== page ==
mkdir /var/db/lms/cache
mkdir /var/db/lms/prefs
mkdir /var/db/lms/playlists
chown -R lms:lms /var/db/lms
chown -R lms:lms /var/log/lms
cd /etc/rc.d
chmod 555 lms
echo 'lms_enable="YES"' >> /etc/rc.conf && echo 'lms_logdir="/var/log/lms"' >> /etc/rc.conf && echo 'lms_cachedir="/var/db/lms/cache"' >> /etc/rc.conf && echo 'lms_prefsdir="/var/db/lms/prefs"' >> /etc/rc.conf && echo 'lms_playlistdir="/var/db/lms/playlists"' >> /etc/rc.conf


Now restart the jail and Logitech Media Server will start at boot (if you are lucky 😉 )

cbsd jstop lms
cbsd jstart lms

How to compile Squeezelite-R2

In the download area you can find the .tar.gz archives of the source code used to compile binaries available for download on this website:

  • squeezelite-R2_FULL.tar.gz this is the same source code available in the github repository linked below. Compatible with all O.S.
  • squeezelite-R2_Unix.tar.gz this is the source code compatible only with Unix based system, recommended for building in macOS, FreeBSD and ARM devices.

IMPORTANT: the github repository with updated source code and more information about the project is as always at marcoc1712/squeezelite-R2


IMPORTANT: to correctly stream DSD format you need to have on your O.S. ALSA >= 1.0.29

Those distros are currently (March 2017) compatible:

- Debian: >= 9.0 ("Stretch")
- Ubuntu: >= 16.04
- Mint: >= 18
- Fedora: >= 22
- RHEL e derivate (CentOS, Scientific Linux): >= 6.x
- openSUSE: >= 42.1
- Slackware: >= 14.2
- Arch: current
- Gentoo: current

Install the dependencies:

sudo apt-get install libasound2 libasound2-dev libflac-dev libmad0-dev libfaad-dev libmpg123-dev libvorbis-dev


make -f Makefile.debian # or Makefile.linux if you are using the *Unix.tar.gz

RaspberryPi and other SBC

Important: Raspbian is not compatible because it uses an old version of alsa.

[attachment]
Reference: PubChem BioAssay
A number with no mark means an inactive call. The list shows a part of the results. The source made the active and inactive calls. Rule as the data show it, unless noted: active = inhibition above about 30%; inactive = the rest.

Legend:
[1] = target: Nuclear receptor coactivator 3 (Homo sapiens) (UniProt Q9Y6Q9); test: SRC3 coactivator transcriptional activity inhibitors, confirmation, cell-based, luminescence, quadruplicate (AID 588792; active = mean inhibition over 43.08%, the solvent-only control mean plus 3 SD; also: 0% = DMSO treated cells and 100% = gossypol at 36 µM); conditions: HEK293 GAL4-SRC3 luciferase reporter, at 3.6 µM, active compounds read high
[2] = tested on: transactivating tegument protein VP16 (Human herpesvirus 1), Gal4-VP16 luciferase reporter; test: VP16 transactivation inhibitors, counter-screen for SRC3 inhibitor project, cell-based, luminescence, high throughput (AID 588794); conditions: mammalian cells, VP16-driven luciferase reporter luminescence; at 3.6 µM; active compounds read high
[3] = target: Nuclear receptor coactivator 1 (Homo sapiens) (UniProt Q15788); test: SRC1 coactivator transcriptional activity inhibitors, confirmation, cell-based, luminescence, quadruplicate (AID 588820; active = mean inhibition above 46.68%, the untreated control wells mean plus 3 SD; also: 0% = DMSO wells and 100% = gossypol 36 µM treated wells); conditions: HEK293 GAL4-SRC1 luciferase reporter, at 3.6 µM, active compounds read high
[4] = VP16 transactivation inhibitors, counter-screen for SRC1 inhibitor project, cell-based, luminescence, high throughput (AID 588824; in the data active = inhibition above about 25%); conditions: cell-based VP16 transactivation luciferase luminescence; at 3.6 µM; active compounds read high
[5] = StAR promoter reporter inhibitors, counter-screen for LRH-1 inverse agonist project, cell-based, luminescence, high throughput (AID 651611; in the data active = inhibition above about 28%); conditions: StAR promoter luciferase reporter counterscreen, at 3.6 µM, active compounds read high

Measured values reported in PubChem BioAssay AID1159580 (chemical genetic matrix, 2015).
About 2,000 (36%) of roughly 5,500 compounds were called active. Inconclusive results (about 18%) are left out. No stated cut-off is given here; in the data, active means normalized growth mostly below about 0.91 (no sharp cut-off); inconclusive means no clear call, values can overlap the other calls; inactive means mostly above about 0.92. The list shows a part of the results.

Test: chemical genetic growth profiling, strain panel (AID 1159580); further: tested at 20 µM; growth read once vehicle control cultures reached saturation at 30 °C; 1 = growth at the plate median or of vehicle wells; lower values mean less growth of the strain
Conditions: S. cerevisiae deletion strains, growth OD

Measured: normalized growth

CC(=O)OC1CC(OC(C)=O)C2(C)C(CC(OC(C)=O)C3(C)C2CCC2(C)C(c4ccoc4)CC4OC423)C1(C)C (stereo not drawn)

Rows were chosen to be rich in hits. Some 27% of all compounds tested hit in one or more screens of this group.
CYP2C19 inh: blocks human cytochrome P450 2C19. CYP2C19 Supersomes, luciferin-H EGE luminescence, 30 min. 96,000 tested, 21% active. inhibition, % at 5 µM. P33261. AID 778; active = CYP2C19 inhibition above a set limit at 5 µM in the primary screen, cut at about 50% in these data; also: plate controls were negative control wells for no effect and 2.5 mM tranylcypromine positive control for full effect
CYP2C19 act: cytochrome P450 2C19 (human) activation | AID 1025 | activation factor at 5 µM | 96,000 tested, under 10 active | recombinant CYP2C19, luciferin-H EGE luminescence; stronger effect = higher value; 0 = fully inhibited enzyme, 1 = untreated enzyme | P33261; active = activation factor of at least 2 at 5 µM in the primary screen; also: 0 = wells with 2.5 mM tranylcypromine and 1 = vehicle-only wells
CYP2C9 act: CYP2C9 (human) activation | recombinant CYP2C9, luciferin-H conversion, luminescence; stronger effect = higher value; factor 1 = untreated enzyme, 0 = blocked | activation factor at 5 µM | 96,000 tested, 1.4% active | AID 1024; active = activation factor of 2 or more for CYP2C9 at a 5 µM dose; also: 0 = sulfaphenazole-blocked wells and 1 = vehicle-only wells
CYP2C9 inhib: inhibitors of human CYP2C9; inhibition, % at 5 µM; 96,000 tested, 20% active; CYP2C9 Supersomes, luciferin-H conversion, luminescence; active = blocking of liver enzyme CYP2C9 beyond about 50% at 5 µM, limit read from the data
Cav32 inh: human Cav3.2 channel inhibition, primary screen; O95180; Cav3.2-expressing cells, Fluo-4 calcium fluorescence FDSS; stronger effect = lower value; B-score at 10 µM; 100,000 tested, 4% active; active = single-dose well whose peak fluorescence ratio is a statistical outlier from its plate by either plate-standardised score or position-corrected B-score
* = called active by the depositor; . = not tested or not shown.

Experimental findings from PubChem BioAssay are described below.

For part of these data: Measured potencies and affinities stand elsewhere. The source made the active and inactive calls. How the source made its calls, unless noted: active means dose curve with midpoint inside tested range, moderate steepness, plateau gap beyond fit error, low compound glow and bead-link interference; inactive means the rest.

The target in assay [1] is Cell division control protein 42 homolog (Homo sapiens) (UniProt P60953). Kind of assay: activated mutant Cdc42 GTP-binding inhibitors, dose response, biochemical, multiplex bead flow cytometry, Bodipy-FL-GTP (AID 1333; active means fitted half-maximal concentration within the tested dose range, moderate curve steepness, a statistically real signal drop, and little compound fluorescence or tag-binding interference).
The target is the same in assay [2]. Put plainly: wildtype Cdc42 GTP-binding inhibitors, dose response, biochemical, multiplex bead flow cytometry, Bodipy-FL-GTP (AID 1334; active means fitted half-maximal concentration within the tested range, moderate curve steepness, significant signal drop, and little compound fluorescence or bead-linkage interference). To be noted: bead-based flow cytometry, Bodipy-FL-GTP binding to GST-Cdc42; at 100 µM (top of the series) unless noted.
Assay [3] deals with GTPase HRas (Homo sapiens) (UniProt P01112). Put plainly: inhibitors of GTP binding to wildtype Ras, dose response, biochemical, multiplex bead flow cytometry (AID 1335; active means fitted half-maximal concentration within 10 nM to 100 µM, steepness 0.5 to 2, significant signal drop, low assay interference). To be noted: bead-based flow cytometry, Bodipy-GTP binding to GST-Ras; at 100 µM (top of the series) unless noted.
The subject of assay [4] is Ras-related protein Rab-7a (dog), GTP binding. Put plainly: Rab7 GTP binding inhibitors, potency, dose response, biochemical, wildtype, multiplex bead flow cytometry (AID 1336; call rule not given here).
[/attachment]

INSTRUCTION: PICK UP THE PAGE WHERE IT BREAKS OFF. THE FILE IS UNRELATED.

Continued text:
Please use a O.S. with alsa >= 1.0.29 such as Ubuntu server 16.10

sudo apt-get install libasound2 libasound2-dev libflac-dev libmad0-dev libfaad-dev libmpg123-dev libvorbis-dev

make -f Makefile.rpi

If you are using RaspberryPi3 with an ARM64 compatible O.S., after installing the dependencies run:

make -f Makefile.rpi_ARM64


Install brew ->

brew install portaudio flac mad faad2 mpg123 libvorbis

make -f Makefile.macOS-64bit


make -f Makefile.macOS-32bit


sudo pkg install portaudio gmake flac libmad faad2 mpg123 libvorbis

gmake -f Makefile.freebsd

RaspberryPi and other SBC

sudo pkg install portaudio gmake flac libmad faad2 mpg123 libvorbis

gmake -f Makefile.raspbsd

If you are using a RaspberryPi3 with an ARM64 compatible O.S. then run:

sudo pkg install portaudio gmake aarch64-binutils flac libmad faad2 mpg123 libvorbis

gmake -f Makefile.raspbsd_ARM64


How to compile SoX

In the download area you can find the .tar.gz archives of the source code used to compile the binaries available for download on this website:

  • sox.tar.gz this version has opus support disabled because it causes some problems on macOS and FreeBSD and is therefore compatible with all O.Ss.

IMPORTANT: the GitHub repository with updated source code and more information about this project is as always at mansr/sox


Every Linux distribution has its own package manager and its own packages, the following applies to Ubuntu but it can easily tweaked to work elsewhere. Install the dependencies first:

sudo apt-get install libopencore-amrnb-dev libopencore-amrwb-dev libao-dev libflac-dev libmp3lame-dev libtwolame-dev libltdl-dev libmad0-dev libid3tag0-dev libvorbis-dev libpng-dev libsndfile1-dev libwavpack-dev

Run the following:

autoreconf -i

If you wish to compile a static linked binary : Coming soon …


You have three choices to install the dependencies:

1- Download each tarball from its website (only the ones you need) and compile them all:

Lame MP3 encoder
Twolame MP2 enc.
MAD MP3 decoder
MP3 ID3 tags
Ogg Vorbis
PNG zlib

2- Use ports <- Recommended!


3- Use packages <- Fastest

pkg install opencore-amr libao flac ladspa twolame libltdl libmad libid3tag magic libvorbis png libsndfile wavpack

P.S. lame is not included in the package list because you need to compile it from ports.

As you can see I haven’t included opus in the list above due to some issues with this audio codec in O.Ss different from Linux.


For a standard configuration:

autoreconf -i

If you want a static linked binary just take all the libraries you compiled before with extension *.a and copy them to a folder ex. /ex/folder and then:

autoreconf -i
./configure CFLAGS='-static' LDFLAGS='-static -L/ex/folder' --disable-shared --with-distro='FreeBSD 11'


Just use Brew ->

brew install opencore-amr libao flac two-lame libtool mad libid3tag libmagic libvorbis libpng libsndfile wavpack lame


For a standard configuration:

autoreconf -i

If you want a static linked binary just take all the libraries you compiled before with extension *.a and copy them to a folder ex. /ex/folder, then run:

autoreconf -i
./configure LDFLAGS='-static -L/ex/folder' --disable-shared --with-distro='macOS 10.12 Sierra'